Locking down corrections shortages in Utah

A Salt Lake City police cruiser.

A Salt Lake City police cruiser.

SB 162, Corrections Officer Certification Amendments, seeks to reduce the more than 600 law enforcement shortages by reducing the minimum age for candidates to 19. With jails losing staff to higher-paying law enforcement or private sector positions, the bill would reduce the age requirement from 21 years old for certification as a correctional officer to potentially fill those vacancies.

Thirty-two states have jails in which candidates below age 21 can work as a correctional officer. A survey was conducted in agencies allowing hiring below age 21, and there was no reported increased behavioral liability or mental health problems associated with holding the position at a younger age. At this time, the bill would only apply only to jails, not prisons. After a three-year pilot program, if it’s found to have worked out well, legislators could then consider including prisons in the program.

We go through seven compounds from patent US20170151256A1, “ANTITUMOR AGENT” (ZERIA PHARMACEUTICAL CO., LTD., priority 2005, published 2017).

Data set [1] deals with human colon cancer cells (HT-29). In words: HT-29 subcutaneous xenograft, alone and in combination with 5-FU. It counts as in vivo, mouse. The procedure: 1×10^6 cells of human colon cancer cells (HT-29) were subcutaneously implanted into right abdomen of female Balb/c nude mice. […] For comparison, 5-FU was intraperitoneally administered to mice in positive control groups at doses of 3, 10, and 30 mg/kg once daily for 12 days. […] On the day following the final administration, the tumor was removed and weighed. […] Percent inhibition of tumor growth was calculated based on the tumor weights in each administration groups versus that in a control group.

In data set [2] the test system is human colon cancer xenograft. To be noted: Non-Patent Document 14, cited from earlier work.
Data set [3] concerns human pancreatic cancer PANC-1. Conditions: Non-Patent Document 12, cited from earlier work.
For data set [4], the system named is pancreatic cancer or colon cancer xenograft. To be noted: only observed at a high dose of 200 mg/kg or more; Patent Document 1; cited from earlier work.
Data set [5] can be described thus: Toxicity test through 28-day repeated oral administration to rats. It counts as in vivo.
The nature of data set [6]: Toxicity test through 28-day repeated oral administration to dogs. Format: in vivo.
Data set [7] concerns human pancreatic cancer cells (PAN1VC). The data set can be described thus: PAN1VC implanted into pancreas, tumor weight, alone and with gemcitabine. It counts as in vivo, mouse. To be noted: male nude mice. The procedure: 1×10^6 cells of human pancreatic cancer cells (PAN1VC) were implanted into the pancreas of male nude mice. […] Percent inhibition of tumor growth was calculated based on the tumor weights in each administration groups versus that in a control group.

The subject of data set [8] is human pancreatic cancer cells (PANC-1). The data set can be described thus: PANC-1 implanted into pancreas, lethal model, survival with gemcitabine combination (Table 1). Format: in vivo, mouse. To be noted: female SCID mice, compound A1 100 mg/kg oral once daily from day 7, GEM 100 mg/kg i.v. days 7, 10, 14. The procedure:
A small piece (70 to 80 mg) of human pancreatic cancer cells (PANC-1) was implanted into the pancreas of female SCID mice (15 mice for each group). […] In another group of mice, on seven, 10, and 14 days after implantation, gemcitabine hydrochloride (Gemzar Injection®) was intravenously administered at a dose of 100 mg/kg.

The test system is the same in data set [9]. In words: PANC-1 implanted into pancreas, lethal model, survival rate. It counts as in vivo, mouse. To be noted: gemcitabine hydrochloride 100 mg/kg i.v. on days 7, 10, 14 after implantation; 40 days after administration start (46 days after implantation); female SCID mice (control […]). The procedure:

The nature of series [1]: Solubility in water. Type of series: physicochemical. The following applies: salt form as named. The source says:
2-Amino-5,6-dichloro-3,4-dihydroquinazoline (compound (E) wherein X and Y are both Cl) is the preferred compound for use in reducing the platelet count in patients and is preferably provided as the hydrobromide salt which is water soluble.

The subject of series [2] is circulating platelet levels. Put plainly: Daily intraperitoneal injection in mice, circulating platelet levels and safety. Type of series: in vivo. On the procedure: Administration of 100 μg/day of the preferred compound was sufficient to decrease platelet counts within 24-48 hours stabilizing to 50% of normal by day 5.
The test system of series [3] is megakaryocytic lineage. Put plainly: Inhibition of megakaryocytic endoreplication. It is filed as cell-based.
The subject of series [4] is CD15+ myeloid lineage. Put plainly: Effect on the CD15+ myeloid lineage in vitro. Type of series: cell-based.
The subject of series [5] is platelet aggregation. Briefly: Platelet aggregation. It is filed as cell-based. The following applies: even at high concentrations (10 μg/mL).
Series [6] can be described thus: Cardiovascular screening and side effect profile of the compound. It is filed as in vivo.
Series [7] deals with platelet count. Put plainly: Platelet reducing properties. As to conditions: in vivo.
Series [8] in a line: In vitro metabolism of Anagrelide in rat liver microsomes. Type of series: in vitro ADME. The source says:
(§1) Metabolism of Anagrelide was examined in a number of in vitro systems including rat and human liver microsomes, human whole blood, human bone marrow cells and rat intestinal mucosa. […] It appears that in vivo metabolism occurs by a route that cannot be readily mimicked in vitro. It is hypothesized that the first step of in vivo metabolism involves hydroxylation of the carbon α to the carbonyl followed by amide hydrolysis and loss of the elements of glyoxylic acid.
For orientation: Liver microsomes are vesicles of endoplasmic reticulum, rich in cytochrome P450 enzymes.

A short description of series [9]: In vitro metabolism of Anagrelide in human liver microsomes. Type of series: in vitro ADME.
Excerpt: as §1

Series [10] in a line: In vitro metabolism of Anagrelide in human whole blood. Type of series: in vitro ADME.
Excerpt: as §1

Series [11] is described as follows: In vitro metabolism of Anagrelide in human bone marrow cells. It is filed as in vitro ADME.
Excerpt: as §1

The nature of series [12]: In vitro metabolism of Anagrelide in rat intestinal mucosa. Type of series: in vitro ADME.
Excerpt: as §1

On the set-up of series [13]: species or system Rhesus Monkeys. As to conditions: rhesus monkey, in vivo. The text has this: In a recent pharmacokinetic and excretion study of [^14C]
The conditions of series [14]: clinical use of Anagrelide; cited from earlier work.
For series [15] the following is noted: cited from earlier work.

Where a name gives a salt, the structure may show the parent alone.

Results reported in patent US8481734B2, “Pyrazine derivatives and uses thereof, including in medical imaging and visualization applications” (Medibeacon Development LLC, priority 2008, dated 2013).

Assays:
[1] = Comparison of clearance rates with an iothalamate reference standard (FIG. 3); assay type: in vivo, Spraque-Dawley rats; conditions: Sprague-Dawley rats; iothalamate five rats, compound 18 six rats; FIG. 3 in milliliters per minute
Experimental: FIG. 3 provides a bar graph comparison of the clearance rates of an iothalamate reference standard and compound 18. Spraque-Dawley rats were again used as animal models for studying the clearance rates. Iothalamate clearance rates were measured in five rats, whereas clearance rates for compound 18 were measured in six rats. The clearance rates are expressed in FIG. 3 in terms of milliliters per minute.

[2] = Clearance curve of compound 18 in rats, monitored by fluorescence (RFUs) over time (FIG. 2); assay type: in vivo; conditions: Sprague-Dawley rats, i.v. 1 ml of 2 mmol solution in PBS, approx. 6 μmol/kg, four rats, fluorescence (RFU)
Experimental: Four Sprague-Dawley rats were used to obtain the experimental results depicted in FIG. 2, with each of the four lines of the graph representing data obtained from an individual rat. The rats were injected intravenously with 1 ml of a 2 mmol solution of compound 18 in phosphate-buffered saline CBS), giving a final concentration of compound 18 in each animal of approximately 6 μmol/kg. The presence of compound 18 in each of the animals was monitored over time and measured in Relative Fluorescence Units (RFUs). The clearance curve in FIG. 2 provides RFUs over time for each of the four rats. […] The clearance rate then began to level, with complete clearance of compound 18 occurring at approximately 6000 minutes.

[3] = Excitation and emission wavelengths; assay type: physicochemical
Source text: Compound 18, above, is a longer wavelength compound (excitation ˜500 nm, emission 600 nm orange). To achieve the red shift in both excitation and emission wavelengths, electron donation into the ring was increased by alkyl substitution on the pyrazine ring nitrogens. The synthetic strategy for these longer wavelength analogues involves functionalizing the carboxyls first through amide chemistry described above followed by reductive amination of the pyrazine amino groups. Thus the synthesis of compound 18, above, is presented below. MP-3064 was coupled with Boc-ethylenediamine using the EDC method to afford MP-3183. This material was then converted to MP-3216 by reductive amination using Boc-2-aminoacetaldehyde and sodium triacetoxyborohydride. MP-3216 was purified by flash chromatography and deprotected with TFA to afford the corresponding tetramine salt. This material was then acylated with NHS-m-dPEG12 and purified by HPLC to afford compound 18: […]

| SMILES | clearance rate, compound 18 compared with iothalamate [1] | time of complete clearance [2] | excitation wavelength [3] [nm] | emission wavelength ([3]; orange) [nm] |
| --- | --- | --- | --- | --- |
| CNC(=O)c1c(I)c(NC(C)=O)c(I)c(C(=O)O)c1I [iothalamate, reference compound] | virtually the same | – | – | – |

Utah sheriffs expressed excitement at the prospect of being able to access a previously inaccessible group of candidates, provide relief to jails experiencing staff shortages statewide and attract more candidates to the law enforcement field in general.

Safeguards are also being put in place to ensure the safety of those who would be eligible for employment under the program including agency-determined restrictions and extensive pre-service and field training.

The bill, sponsored by Sen. Jani Iwamoto, passed both the House and Senate, and was sent to the governor for his consideration.

You can read or check out audio/video of the bill here.